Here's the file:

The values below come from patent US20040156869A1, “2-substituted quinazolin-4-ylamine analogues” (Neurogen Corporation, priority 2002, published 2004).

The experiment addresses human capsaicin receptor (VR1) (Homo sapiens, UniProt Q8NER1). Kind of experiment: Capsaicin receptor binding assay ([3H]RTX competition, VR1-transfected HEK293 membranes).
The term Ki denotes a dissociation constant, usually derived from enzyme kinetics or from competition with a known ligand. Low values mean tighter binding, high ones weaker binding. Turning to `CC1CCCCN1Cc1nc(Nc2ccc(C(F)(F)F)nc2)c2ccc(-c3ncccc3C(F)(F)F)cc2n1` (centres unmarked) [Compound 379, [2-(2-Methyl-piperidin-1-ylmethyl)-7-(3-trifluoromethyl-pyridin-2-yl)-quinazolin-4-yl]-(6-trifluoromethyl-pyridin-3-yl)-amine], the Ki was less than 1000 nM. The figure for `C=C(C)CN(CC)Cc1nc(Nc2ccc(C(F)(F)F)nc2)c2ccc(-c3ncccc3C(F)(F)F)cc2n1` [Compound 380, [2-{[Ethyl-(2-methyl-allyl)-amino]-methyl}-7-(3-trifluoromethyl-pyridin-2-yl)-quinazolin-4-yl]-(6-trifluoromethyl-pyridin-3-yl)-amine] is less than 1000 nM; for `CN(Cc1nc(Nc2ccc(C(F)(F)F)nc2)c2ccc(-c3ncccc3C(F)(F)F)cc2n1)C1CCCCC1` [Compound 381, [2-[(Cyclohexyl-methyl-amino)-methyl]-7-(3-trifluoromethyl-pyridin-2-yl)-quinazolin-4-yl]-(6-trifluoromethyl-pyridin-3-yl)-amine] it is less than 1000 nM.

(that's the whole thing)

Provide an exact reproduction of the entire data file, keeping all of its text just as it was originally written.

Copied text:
The values below come from patent US20040156869A1, “2-substituted quinazolin-4-ylamine analogues” (Neurogen Corporation, priority 2002, published 2004).

The experiment addresses human capsaicin receptor (VR1) (Homo sapiens, UniProt Q8NER1). Kind of experiment: Capsaicin receptor binding assay ([3H]RTX competition, VR1-transfected HEK293 membranes).
The term Ki denotes a dissociation constant, usually derived from enzyme kinetics or from competition with a known ligand. Low values mean tighter binding, high ones weaker binding. Turning to `CC1CCCCN1Cc1nc(Nc2ccc(C(F)(F)F)nc2)c2ccc(-c3ncccc3C(F)(F)F)cc2n1` (centres unmarked) [Compound 379, [2-(2-Methyl-piperidin-1-ylmethyl)-7-(3-trifluoromethyl-pyridin-2-yl)-quinazolin-4-yl]-(6-trifluoromethyl-pyridin-3-yl)-amine], the Ki was less than 1000 nM. The figure for `C=C(C)CN(CC)Cc1nc(Nc2ccc(C(F)(F)F)nc2)c2ccc(-c3ncccc3C(F)(F)F)cc2n1` [Compound 380, [2-{[Ethyl-(2-methyl-allyl)-amino]-methyl}-7-(3-trifluoromethyl-pyridin-2-yl)-quinazolin-4-yl]-(6-trifluoromethyl-pyridin-3-yl)-amine] is less than 1000 nM; for `CN(Cc1nc(Nc2ccc(C(F)(F)F)nc2)c2ccc(-c3ncccc3C(F)(F)F)cc2n1)C1CCCCC1` [Compound 381, [2-[(Cyclohexyl-methyl-amino)-methyl]-7-(3-trifluoromethyl-pyridin-2-yl)-quinazolin-4-yl]-(6-trifluoromethyl-pyridin-3-yl)-amine] it is less than 1000 nM.